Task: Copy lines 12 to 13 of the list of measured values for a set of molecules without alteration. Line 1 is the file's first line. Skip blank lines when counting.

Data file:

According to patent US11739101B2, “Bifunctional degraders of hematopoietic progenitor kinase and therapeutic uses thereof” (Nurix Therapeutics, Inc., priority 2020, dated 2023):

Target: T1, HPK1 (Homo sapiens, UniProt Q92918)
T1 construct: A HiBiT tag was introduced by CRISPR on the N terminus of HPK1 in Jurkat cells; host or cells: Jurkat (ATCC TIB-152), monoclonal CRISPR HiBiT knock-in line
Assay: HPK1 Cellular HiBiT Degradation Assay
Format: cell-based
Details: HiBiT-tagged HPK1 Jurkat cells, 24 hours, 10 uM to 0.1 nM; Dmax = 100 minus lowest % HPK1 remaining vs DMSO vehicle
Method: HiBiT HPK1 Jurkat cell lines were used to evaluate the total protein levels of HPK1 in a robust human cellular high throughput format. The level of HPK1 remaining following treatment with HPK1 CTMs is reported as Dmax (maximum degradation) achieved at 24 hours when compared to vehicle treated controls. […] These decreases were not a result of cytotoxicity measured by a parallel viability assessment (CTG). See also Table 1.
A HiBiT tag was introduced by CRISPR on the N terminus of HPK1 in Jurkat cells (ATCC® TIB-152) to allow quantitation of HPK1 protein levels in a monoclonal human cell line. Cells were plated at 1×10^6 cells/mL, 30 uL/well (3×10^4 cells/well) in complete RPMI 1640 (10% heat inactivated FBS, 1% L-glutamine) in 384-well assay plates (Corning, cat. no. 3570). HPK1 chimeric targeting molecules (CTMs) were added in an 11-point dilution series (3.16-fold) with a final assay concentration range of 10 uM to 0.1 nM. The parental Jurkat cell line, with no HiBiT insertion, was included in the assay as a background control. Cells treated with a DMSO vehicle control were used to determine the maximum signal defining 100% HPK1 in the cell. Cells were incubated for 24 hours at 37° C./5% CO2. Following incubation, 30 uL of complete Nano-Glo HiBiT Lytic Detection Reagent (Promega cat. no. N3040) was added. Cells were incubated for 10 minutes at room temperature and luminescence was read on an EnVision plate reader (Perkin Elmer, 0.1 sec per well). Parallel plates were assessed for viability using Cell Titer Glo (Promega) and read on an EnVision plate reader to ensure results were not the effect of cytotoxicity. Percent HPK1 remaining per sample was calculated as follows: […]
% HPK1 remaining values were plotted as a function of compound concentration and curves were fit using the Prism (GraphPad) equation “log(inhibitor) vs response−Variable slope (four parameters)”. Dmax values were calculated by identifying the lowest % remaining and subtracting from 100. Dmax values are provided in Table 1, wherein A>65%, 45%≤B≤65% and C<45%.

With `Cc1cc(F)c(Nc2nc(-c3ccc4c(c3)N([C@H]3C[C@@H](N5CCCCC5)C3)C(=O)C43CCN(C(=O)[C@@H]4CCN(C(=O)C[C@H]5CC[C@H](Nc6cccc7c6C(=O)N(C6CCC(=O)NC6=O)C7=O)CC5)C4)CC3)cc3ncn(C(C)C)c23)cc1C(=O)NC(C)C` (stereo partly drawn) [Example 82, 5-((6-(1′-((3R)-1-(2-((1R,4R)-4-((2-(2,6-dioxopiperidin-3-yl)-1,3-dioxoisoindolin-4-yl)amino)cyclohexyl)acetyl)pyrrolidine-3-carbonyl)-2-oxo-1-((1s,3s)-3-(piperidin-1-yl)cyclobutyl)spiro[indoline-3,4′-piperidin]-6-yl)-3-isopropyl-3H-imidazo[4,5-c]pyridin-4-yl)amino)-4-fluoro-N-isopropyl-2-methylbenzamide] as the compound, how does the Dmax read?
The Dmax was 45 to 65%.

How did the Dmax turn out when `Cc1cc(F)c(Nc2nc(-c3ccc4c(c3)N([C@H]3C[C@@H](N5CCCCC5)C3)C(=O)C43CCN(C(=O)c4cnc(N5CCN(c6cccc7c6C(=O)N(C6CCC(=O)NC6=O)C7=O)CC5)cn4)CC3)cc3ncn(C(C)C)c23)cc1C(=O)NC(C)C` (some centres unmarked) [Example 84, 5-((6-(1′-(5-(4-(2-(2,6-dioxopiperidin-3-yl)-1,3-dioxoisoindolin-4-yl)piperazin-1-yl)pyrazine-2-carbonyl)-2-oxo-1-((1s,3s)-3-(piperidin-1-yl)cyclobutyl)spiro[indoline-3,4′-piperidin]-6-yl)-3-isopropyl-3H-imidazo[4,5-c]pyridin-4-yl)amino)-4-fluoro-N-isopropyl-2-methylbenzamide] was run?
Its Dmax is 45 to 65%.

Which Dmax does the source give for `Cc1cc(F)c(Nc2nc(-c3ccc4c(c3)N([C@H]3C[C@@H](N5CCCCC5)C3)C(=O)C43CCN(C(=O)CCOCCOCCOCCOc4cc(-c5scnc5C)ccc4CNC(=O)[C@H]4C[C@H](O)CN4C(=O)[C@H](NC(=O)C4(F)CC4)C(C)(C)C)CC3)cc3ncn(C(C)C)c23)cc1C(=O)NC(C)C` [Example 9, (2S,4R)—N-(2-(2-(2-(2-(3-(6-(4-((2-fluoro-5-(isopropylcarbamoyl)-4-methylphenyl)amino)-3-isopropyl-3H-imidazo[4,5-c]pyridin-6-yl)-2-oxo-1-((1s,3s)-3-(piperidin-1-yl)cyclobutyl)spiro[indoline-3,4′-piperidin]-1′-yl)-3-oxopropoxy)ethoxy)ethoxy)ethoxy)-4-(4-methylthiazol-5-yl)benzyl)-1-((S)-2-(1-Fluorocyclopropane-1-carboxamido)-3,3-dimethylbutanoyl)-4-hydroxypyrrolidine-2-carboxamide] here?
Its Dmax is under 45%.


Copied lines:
How did the Dmax turn out when `Cc1cc(F)c(Nc2nc(-c3ccc4c(c3)N([C@H]3C[C@@H](N5CCCCC5)C3)C(=O)C43CCN(C(=O)c4cnc(N5CCN(c6cccc7c6C(=O)N(C6CCC(=O)NC6=O)C7=O)CC5)cn4)CC3)cc3ncn(C(C)C)c23)cc1C(=O)NC(C)C` (some centres unmarked) [Example 84, 5-((6-(1′-(5-(4-(2-(2,6-dioxopiperidin-3-yl)-1,3-dioxoisoindolin-4-yl)piperazin-1-yl)pyrazine-2-carbonyl)-2-oxo-1-((1s,3s)-3-(piperidin-1-yl)cyclobutyl)spiro[indoline-3,4′-piperidin]-6-yl)-3-isopropyl-3H-imidazo[4,5-c]pyridin-4-yl)amino)-4-fluoro-N-isopropyl-2-methylbenzamide] was run?
Its Dmax is 45 to 65%.